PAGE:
(SwStr: t. 330; l. 172'; b. 29'; dph. 6'; cpl. 25-40, 50 max., as pvtr.; a. 2 6-pdr.)
The New Orleans sidewheel towboat Music, driven by high-pressure machinery, was delivered from the builders at Jeffersonville, Ind., in 1857, and was serving Charles Morgan's Southern S. S. Co. when war broke. Within a month her owner and master, Capt. Thomas McLellan, had applied for a letter of marque and reprisal and was commissioned a privateer, 15 May 1861 [See Annex I]. By next reports, Music was in rundown condition but busy as an unarmed tender to Forts Jackson and St. Philip—also custodian, with tugs Mosher and Belle Algerine, of the fire rafts. But Music reappears late in July—apparently the same big towboat, for two New Orleans predecessors of that name, built in Jeffersonville also, are recorded as having finally turned in their documents, prewar.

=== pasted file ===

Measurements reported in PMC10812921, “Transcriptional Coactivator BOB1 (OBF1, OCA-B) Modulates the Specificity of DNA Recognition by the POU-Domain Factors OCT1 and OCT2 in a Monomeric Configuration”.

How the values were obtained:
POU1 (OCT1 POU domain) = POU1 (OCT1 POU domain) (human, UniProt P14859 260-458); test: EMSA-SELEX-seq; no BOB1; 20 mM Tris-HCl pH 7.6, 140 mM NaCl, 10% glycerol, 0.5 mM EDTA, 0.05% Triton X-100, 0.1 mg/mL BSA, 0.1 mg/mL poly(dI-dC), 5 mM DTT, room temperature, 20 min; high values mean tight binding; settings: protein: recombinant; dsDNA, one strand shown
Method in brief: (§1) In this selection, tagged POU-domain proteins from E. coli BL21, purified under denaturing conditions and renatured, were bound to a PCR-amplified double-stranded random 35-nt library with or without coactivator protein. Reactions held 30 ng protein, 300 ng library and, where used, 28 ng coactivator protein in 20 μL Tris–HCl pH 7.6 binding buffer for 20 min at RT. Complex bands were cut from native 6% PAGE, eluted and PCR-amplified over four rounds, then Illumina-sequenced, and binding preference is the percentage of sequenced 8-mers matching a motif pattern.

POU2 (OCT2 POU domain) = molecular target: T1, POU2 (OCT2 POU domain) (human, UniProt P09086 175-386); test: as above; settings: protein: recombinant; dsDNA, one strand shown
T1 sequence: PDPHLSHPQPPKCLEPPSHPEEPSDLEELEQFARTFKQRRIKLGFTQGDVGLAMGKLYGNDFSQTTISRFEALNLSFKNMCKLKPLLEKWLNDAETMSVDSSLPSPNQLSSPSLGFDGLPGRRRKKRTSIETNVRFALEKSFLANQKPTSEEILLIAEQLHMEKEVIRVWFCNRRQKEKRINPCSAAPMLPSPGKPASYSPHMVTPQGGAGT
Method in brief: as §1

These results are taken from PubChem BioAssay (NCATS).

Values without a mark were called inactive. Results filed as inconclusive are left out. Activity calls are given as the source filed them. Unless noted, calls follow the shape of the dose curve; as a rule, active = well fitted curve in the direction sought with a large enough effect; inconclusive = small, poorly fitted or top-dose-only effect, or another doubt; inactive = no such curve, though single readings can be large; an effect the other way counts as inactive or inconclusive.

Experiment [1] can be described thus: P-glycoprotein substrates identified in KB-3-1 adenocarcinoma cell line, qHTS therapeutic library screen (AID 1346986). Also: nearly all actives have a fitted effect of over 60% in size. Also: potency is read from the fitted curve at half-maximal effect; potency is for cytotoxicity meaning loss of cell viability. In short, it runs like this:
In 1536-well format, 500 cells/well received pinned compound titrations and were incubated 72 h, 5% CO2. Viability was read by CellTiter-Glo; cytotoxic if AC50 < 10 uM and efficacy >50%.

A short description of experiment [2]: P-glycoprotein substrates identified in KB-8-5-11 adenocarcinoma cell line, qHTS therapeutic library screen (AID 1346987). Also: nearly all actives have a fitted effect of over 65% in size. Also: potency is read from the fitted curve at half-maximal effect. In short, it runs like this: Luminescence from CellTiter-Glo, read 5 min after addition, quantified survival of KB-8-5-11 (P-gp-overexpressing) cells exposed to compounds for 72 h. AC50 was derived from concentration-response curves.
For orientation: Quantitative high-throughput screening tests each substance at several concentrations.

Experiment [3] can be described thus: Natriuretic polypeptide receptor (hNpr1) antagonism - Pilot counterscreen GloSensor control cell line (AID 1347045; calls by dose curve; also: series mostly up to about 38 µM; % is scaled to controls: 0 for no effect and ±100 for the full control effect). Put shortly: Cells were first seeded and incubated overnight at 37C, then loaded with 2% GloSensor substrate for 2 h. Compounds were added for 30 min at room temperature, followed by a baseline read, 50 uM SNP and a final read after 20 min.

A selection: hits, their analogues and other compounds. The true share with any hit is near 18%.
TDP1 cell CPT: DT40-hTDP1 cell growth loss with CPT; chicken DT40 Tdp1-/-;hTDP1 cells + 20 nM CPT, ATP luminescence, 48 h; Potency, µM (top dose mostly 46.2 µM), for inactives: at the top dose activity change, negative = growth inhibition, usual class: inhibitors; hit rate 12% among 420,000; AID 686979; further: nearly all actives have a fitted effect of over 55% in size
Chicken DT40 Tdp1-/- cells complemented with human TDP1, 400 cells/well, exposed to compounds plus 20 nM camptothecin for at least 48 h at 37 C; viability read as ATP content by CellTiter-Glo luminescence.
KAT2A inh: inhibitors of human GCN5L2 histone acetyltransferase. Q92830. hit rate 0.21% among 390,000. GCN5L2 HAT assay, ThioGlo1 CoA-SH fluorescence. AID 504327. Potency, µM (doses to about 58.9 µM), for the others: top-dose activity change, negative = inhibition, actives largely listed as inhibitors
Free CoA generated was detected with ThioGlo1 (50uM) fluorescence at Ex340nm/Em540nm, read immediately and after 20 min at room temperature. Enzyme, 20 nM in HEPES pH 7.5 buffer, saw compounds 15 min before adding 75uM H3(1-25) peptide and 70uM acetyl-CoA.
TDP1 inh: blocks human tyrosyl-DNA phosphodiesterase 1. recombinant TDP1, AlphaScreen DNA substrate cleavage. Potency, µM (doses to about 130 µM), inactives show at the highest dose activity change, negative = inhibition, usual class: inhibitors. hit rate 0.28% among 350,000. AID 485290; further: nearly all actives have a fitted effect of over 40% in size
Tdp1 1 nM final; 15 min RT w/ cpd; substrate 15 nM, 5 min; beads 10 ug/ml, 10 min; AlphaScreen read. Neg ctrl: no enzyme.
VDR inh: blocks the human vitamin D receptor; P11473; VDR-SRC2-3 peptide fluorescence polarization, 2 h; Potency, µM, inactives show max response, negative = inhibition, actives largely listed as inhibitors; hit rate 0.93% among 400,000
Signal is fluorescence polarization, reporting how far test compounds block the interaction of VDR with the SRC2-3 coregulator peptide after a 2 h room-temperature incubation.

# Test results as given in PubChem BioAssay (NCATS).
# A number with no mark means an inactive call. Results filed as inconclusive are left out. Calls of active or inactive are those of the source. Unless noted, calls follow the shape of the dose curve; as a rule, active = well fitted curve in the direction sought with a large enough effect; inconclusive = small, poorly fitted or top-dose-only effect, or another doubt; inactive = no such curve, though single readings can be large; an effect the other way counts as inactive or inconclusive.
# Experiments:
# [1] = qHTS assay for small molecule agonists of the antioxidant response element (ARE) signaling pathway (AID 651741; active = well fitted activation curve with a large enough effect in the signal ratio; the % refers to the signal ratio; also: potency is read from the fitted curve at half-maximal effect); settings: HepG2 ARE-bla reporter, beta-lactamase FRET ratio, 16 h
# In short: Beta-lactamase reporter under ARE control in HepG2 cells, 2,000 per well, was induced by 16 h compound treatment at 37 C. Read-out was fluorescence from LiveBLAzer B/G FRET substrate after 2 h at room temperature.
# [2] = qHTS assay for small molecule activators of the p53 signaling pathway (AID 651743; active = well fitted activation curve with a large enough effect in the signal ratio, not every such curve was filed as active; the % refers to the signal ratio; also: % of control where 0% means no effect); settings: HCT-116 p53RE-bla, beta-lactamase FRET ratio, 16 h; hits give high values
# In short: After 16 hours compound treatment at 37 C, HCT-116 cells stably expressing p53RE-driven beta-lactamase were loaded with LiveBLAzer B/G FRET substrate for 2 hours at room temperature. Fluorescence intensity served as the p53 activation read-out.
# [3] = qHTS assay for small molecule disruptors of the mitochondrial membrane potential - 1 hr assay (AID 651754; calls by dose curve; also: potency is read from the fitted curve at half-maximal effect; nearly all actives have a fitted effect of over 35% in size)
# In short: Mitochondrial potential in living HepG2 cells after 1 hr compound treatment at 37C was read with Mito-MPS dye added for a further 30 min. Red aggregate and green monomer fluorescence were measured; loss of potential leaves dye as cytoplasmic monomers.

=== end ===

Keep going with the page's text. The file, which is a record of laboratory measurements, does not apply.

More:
In her new role in the Atchafalaya-Red River area under Captain Fuller, Music attracted constant attention and comment for a week or two—along with gunboat Dolly Webb or Webb, although accounts differ as to whether she carried three pieces of artillery, only two or merely a large company of riflemen. The greatest fear expressed by Farragut's forces was that the armed pair would join the menacing ram, Arkansas. Again, observers differ as to whether these armed tugs were Arkansas' only support during her death throes or failed to arrive in time to turn her about when she went out of command. Said to be, with Mobile and Webb, one of the last three Confederate gunboats on the river, Music is heard of no more in published official records.